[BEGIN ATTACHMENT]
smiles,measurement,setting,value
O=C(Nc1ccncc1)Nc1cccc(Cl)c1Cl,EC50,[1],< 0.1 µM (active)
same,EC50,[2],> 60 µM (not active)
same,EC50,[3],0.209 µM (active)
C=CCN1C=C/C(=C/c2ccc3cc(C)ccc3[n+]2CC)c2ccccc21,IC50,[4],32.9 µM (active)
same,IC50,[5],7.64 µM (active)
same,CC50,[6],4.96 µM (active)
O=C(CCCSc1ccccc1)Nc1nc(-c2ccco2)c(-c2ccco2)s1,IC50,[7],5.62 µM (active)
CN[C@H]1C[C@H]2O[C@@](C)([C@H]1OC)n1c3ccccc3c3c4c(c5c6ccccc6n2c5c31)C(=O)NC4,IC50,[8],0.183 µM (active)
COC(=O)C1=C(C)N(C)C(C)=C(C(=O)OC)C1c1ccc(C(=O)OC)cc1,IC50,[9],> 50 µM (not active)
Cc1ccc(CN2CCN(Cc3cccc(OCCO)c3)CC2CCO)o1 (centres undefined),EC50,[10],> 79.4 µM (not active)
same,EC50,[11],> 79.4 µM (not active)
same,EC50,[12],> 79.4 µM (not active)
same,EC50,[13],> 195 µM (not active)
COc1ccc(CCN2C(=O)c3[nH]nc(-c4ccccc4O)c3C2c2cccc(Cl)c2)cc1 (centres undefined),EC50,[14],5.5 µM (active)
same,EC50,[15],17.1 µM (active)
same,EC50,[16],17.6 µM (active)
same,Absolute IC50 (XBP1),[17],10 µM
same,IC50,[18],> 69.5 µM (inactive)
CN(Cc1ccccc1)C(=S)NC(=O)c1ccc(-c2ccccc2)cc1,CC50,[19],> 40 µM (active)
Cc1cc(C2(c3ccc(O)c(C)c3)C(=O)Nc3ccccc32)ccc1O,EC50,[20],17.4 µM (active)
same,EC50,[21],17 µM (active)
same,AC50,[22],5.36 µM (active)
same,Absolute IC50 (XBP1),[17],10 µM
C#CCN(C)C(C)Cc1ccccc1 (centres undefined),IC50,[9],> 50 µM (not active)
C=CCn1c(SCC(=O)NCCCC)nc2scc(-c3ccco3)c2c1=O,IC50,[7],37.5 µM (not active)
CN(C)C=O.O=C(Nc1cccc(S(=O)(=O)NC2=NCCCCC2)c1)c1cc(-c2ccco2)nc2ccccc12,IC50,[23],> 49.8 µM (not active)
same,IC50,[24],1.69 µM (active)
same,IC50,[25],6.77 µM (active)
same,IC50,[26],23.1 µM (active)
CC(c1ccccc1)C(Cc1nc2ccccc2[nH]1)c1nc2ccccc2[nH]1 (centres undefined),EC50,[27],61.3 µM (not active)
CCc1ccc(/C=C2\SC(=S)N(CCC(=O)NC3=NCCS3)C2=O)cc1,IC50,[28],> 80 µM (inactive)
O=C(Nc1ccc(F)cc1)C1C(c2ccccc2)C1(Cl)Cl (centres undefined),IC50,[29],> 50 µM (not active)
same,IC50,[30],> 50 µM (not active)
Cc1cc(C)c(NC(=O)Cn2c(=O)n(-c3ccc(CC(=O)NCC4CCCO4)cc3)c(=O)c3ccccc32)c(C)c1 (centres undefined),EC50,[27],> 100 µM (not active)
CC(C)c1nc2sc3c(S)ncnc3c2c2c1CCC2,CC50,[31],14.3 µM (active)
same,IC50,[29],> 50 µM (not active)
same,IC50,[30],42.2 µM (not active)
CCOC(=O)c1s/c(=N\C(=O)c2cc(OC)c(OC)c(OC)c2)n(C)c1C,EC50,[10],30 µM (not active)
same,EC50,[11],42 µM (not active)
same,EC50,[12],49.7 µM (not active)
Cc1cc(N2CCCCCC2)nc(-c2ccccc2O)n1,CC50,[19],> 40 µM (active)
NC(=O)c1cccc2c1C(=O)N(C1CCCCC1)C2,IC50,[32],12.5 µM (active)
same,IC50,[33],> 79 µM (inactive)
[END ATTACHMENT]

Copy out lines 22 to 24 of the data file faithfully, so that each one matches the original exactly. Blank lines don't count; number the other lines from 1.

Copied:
same,EC50,[21],17 µM (active)
same,AC50,[22],5.36 µM (active)
same,Absolute IC50 (XBP1),[17],10 µM